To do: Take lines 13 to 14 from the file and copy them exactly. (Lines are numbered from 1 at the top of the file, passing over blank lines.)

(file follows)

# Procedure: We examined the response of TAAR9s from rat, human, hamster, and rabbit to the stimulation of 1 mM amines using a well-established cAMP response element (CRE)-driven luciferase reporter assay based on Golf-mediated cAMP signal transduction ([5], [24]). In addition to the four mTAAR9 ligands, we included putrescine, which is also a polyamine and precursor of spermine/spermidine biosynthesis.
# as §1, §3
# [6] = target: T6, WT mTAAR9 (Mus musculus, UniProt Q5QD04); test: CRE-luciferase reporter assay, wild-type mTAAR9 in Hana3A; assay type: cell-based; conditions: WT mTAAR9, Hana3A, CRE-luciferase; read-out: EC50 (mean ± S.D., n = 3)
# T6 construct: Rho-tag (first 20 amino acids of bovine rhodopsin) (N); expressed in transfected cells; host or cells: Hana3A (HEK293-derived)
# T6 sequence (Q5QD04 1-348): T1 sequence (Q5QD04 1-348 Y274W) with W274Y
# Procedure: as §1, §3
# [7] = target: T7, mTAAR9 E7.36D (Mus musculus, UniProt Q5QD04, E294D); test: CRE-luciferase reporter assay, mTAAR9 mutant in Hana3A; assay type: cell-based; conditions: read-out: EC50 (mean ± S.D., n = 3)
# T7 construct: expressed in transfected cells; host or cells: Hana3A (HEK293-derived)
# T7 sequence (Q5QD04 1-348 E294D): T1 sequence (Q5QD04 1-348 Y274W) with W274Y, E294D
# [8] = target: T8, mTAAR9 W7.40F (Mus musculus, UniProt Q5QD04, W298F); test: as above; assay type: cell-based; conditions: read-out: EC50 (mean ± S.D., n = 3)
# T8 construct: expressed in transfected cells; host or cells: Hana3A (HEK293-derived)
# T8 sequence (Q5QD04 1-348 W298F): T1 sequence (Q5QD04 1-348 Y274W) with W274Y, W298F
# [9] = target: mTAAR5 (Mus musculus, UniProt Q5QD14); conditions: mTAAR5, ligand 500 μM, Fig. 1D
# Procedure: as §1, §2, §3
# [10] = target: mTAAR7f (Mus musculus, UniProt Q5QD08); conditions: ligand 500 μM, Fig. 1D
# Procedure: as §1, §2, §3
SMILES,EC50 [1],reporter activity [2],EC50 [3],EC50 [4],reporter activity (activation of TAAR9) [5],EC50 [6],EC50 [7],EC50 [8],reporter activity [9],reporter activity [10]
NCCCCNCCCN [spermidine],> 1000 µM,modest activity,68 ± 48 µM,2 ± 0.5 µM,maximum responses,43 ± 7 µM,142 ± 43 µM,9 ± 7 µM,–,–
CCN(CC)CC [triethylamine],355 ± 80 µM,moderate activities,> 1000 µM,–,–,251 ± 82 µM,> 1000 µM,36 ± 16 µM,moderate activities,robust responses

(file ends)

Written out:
# [9] = target: mTAAR5 (Mus musculus, UniProt Q5QD14); conditions: mTAAR5, ligand 500 μM, Fig. 1D
# Procedure: as §1, §2, §3